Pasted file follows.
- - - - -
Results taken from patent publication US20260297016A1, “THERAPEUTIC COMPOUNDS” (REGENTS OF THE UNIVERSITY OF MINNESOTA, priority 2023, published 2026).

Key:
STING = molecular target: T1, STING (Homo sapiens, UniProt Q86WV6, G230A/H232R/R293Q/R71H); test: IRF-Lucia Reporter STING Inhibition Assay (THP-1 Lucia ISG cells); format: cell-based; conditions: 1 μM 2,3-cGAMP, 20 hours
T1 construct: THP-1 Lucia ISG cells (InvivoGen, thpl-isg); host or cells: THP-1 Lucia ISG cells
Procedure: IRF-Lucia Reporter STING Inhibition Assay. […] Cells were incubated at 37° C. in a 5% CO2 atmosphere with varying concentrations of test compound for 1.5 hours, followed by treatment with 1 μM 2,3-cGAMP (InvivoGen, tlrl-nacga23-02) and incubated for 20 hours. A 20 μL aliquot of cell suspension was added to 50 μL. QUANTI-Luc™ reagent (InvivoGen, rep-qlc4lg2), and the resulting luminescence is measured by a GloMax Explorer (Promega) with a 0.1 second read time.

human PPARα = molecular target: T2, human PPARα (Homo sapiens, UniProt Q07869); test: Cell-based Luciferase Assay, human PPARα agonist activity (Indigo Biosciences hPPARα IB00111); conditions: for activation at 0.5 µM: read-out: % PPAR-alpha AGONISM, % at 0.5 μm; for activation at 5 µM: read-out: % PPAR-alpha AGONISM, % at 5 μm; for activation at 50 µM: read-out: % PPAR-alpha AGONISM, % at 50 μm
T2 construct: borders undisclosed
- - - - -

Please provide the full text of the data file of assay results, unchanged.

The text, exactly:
Results taken from patent publication US20260297016A1, “THERAPEUTIC COMPOUNDS” (REGENTS OF THE UNIVERSITY OF MINNESOTA, priority 2023, published 2026).

Key:
STING = molecular target: T1, STING (Homo sapiens, UniProt Q86WV6, G230A/H232R/R293Q/R71H); test: IRF-Lucia Reporter STING Inhibition Assay (THP-1 Lucia ISG cells); format: cell-based; conditions: 1 μM 2,3-cGAMP, 20 hours
T1 construct: THP-1 Lucia ISG cells (InvivoGen, thpl-isg); host or cells: THP-1 Lucia ISG cells
Procedure: IRF-Lucia Reporter STING Inhibition Assay. […] Cells were incubated at 37° C. in a 5% CO2 atmosphere with varying concentrations of test compound for 1.5 hours, followed by treatment with 1 μM 2,3-cGAMP (InvivoGen, tlrl-nacga23-02) and incubated for 20 hours. A 20 μL aliquot of cell suspension was added to 50 μL. QUANTI-Luc™ reagent (InvivoGen, rep-qlc4lg2), and the resulting luminescence is measured by a GloMax Explorer (Promega) with a 0.1 second read time.

human PPARα = molecular target: T2, human PPARα (Homo sapiens, UniProt Q07869); test: Cell-based Luciferase Assay, human PPARα agonist activity (Indigo Biosciences hPPARα IB00111); conditions: for activation at 0.5 µM: read-out: % PPAR-alpha AGONISM, % at 0.5 μm; for activation at 5 µM: read-out: % PPAR-alpha AGONISM, % at 5 μm; for activation at 50 µM: read-out: % PPAR-alpha AGONISM, % at 50 μm
T2 construct: borders undisclosed